In patients with CAGexp ranging between 40 and 50, AHT explains HD mAO variability significantly (regression analysis P = 0.016, Table 1; ANCOVA test P = 0.004). Remarkably, mAO in HD patients with AHT was manifested on average 7 years later than in normotensives (52.5 vs. 45 years, P<0.0001), suggesting that AHT is associated with the appearance of motor symptoms at a later age. A significant association between AHT and a higher mAO was still detected in patients who manifested AHT before HD symptoms (pre-HD AHT patients) (P = 0.024, Table 1). Despite the limited number of patients (N = 28), we detected that the mAO median value was 10 years higher in pre-HD AHT patients than in normotensive patients.

Table 1. Multiple regression analyses and descriptive statistics for mAO.

Differences in CAGexp distribution among pre-HD AHT and normotensive patients were detected (K-S test P<0.0001), probably due to sample size differences. Thus, we focused on HD patients carrying the most frequent CAGexp alleles (ranging from 40 to 44). In this case, the CAGexp allele distribution did not now differ between hypertensives and normotensives (P = 0.266, K-S test). However, the association between AHT and mAO (P = 0.020, Table 1) and the differences in the mAO distribution (P = 0.011, K-S test) remained significant. Remarkably, pre-HD AHT developed motor symptoms 6 years later than normotensives on average (56 vs. 50 years, P = 0.002). Interestingly, the tendency of pre-HD AHT patients to manifest HD at higher mAOs relative to normotensives was detected for each CAGexp repeat number, except for the 41 CAGexp allele and the median difference ranged between 5 and 8 years (Fig 1).

Fig 1. Variance in mAO for each CAGexp allele (40–44 range) in normotensives and in pre-HD AHT patients.

Numbers above the square brackets are the difference in median years between Pre-HD AHT and normotensives for each CAGexp allele.


AHT, the most prevalent cardiovascular disorder in developed countries, has been associated with neuronal disorders such as Parkinson’disease (PD) and Alzheimer’s disease (AD) [68], suggesting that it may affect the neurodegeneration process. Our study is the first exploring the impact of AHT on HD and the first revealing an association between AHT and mAO.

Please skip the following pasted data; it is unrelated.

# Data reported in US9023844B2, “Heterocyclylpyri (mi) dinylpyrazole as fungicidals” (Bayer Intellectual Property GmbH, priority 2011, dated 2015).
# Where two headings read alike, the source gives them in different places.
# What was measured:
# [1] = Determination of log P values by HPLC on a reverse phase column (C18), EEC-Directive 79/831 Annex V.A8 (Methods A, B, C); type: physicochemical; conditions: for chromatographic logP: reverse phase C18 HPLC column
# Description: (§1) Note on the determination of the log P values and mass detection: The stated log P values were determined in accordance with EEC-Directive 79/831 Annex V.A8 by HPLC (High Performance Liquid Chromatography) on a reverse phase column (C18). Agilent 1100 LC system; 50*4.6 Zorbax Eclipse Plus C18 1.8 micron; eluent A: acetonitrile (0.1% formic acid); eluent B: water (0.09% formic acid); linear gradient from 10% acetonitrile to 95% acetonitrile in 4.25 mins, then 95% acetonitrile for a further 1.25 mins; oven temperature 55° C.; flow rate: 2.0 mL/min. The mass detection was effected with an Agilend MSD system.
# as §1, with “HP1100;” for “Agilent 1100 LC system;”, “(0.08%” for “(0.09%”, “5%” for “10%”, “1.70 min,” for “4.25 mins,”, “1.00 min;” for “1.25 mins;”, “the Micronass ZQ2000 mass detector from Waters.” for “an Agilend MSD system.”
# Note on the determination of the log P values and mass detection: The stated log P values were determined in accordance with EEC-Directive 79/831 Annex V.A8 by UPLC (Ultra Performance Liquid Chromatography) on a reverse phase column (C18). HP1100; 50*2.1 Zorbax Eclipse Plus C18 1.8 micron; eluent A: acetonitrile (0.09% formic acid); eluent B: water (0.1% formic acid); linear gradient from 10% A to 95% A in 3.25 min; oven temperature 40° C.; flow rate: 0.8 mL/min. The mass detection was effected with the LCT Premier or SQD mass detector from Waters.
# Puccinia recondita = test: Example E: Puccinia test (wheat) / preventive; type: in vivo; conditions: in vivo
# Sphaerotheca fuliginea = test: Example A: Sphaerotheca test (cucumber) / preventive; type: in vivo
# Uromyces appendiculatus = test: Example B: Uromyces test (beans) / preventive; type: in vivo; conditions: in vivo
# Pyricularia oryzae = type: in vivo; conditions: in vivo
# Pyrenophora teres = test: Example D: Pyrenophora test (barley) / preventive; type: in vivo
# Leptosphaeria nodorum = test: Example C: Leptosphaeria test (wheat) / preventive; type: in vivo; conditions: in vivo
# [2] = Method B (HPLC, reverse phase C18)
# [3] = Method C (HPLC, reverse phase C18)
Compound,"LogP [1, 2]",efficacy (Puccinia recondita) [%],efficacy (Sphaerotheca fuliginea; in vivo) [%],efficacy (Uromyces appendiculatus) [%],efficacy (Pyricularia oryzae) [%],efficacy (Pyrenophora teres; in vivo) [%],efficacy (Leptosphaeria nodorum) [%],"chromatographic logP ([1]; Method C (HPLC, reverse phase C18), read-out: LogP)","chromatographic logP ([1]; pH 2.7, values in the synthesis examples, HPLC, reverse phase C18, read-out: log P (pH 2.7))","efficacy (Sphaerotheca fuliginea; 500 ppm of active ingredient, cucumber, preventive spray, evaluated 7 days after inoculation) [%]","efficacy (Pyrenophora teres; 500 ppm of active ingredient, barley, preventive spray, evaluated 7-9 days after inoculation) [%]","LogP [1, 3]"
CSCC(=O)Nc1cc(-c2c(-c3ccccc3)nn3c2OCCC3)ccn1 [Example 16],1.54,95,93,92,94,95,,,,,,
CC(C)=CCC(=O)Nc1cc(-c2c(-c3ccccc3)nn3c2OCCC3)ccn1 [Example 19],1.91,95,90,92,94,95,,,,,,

According to our results, patients with AHT show the HD symptoms later (median of 7.5 years) than normotensive patients. These differences are more evident (median of 10.5 years) in the analysis that only takes into account patients that exhibited AHT before HD onset (pre-HD AHT patients). The results of the pre-HD AHT individuals are particularly relevant, since having manifested AHT before HD onset is a requeriment for the examined variable to be considered a mAO modifying factor. The results after normalization of ratings to CAGexp values between 40 to 44 in pre-HD AHT and in normotensive patients indicate that the pre-HD AHT patients show motor symptoms between 5 and 8 years later than normotensive patients with the same CAGexp, suggesting that AHT may be an AO modifier. This effect is remarkably longer than those reported for any genetic modifier in HD [9].

The mechanism underlying this observation is presently unknown. In fact, although AHT has been related with other neurodegenerative diseases, its effect is presently unclear. AHT has been associated with a reduced risk of Parkinson’s disease [6], but has also been considered a risk factor [7]. In AD, the relationship is also controversial [2], but most of the reviewed literature has noted that AHT is a strong risk factor [8], while antihypertensive drugs reduce the risk of AD [8,10]. Interestingly, most pre-HD AHT patients included in this study had started treatment with antihypertensive drugs prior to the onset of HD. Antihypertensive drugs have been suggested to confer a neuroprotective effect not only in AD [8,10], but also in PD [11], and they might also play a role in the later mAO shown by HD patients in our study.